¶18 The trial court properly determined that the anti-deficiency statute did not bar Wells Fargo's action and that summary judgment was appropriate. Because the line of credit was not used as purchase money, the anti-deficiency statutes do not apply. Baker, 160 Ariz. at 106, 770 P.2d at 774. Accordingly, Wells Fargo properly sued the Brewers directly for breach of the terms of the agreement and were not precluded from doing so.

¶19 The Brewers next argue that they were entitled to a fair market value hearing for the trial court to determine the home's fair market value at the time of sale and to credit the amount due on the judgment with the difference between the sales price and the fair market value of the property, citing A.R.S. § 33-814(A). The statute provides that within ninety days after a trustee's sale, an action may be maintained for deficiency judgment. The debtor may apply to the court for a determination of the fair market value, and the deficiency judgment shall be equal to the total amount owed to the beneficiary less the fair market value of the residence on the day of the sale. A.R.S. § 33-814(A).

¶20 This statute is not applicable to this case. Section 33-814(A) applies to recover deficiency judgments sought by the lienholder that forecloses on the property. A.R.S. § 33-814(A). Here, Wells Fargo did not foreclose on the home and is not seeking a deficiency judgment. See Wells Fargo Credit Corp. v. Tolliver, 183 Ariz. 343, 348-49, 903 P.2d 1101, 1106-07 (App. 1995) (where junior lender did not commence trustees sale and anti-deficiency statutes did not apply, A.R.S. § 33-814(A) was not applicable because action was not one for deficiency). We therefore find the statute inapplicable and find that the Brewers are not entitled to a fair market value hearing.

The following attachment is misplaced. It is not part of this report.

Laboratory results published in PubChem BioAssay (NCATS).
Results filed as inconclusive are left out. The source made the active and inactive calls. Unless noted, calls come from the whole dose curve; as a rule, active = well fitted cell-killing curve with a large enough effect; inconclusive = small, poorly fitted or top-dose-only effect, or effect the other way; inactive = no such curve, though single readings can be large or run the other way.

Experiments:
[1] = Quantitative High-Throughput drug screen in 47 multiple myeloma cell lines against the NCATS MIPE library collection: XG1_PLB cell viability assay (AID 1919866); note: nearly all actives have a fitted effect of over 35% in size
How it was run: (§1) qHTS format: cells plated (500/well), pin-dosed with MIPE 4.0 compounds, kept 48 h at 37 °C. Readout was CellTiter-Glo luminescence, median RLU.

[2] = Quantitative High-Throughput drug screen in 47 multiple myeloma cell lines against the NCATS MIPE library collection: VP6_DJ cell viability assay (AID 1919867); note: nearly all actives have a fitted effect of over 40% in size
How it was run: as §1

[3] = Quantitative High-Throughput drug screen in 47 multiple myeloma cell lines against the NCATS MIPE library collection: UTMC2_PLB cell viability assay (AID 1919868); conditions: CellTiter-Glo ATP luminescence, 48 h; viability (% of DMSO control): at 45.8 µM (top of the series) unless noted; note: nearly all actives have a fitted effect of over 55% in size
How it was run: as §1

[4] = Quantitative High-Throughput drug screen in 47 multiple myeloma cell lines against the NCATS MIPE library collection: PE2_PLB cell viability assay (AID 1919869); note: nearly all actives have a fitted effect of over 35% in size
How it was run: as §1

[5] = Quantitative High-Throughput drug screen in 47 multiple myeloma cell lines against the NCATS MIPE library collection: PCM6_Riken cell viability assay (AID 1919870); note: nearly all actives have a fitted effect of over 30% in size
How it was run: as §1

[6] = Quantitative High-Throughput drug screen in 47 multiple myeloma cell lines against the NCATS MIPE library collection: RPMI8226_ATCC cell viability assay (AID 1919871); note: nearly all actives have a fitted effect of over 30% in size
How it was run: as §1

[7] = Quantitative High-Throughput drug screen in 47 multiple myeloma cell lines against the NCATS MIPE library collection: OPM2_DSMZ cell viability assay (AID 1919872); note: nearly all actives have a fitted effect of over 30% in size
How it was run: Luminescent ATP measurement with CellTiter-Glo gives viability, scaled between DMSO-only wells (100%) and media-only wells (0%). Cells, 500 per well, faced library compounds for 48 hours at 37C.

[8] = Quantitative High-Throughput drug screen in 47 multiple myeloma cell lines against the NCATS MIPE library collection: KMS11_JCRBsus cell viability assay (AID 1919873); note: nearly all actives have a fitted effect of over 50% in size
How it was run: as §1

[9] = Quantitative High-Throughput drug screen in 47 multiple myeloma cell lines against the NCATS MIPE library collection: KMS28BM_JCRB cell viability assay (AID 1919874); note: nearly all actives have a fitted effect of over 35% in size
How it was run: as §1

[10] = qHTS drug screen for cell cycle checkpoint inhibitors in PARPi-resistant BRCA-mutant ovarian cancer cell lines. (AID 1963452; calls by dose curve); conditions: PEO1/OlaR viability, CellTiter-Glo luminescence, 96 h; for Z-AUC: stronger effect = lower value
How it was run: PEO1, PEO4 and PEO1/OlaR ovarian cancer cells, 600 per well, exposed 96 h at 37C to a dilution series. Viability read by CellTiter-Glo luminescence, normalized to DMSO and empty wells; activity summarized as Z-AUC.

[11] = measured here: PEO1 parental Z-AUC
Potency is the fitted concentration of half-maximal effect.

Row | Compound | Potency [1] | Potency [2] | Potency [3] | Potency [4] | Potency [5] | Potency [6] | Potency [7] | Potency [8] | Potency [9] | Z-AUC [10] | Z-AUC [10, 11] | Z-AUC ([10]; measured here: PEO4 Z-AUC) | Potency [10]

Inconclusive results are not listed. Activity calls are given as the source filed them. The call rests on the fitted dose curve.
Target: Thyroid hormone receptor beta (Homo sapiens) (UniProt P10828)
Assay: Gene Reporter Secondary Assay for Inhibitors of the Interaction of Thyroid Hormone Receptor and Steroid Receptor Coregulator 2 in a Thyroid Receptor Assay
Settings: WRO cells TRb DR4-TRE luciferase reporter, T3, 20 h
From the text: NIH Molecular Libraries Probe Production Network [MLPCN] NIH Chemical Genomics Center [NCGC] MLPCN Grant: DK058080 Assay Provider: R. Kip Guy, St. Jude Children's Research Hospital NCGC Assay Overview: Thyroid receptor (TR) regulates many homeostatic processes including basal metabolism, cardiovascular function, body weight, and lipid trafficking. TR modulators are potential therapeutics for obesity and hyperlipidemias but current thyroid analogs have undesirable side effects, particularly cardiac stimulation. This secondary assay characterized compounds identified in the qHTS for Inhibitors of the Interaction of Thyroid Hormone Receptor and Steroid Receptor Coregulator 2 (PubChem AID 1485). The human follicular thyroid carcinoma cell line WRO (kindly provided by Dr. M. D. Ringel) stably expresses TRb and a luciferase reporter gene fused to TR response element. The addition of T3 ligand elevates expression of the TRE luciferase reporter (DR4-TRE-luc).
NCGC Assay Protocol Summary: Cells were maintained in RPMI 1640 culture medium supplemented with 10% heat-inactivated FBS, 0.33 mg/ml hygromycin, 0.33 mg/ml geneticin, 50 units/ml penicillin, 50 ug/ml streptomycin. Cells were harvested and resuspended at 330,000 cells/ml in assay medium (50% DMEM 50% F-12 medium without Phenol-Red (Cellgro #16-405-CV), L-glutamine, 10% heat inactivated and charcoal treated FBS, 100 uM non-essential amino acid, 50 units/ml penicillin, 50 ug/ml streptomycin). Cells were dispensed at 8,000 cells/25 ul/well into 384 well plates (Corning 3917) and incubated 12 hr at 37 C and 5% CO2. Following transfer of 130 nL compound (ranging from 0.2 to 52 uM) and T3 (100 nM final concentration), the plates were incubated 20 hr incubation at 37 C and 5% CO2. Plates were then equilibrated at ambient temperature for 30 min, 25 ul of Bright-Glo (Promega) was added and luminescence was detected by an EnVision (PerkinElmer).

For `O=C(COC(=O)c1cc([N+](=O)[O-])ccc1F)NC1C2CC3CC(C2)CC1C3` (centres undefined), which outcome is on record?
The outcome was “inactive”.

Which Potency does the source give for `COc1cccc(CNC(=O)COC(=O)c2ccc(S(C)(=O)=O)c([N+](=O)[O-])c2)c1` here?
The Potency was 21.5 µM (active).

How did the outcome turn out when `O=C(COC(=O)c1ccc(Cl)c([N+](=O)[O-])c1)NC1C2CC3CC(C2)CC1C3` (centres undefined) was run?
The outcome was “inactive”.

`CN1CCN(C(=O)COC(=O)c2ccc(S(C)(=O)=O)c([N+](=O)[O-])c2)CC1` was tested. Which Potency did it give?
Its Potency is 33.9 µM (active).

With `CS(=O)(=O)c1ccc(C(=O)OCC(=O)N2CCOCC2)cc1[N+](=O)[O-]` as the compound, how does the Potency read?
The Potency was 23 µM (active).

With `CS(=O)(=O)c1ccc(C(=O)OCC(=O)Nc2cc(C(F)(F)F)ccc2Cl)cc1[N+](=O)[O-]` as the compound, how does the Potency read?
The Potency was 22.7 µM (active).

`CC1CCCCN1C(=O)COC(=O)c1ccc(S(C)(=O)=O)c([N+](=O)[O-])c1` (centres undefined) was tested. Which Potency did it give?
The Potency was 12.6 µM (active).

Attorneys' Fees

¶21 Wells Fargo requests attorneys' fees under the parties' agreement and A.R.S. § 12-341.01(A). The agreement provides that in the event of default, the Brewers agree to pay for Wells Fargo's collection costs, attorneys' fees and other expenses of enforcing Wells Fargo's rights under the agreement and the security instrument, unless prohibited by law. Because Wells Fargo is the successful party on appeal and its claims arose from the Brewers' breach of contract, Wells Fargo is entitled to their reasonable attorneys' fees upon compliance with Arizona Rule of Civil Appellate Procedure 21.

CONCLUSION

¶22 For the aforementioned reasons, the judgment of the trial court is affirmed.

PATRICIA K. NORRIS, Presiding Judge, ANDREW W. GOULD, Judge, concurring.

FootNotes


1. We cite the current version of the applicable statutes because no revisions material to this decision have since occurred.
2. The Brewers also argue that the terms of their agreement stated that Wells Fargo's only remedy in the event of default was to foreclose on the home. While the agreement stated that Wells Fargo may foreclose on the home in the event of default, nothing in the agreement limited Wells Fargo's remedies and this language alone does not bar other possible remedies. See Zancanaro v. Cross, 85 Ariz. 394, 399-400, 339 P.2d 746, 750 (1959). Further, the agreement was incorporated with the deed of trust, which provides that Wells Fargo was entitled to all remedies provided by law.
3. Although the Brewers maintain that the loan proceeds would also be used for landscaping, the loan agreement did not specify this as a purpose for the loan. Moreover, our supreme court held in Sw. Sav. and Loan Ass'n v. Ludi that a "property improvement loan" was not a purchase money loan. 122 Ariz. 226, 228, 594 P.2d 92, 94 (1979); see also Helvetica, 229 Ariz. at 204, ¶ 25 n.6, 277 P.3d at 499 ("Considering the policies behind Arizona's anti-deficiency legislation, we perceive significant differences between construction loans used to build residences and loans obtained to improve existing homes.") (citing to California authority holding that construction loans for improvements or repairs fall outside California's anti-deficiency statute, which is analogous to Arizona's statute).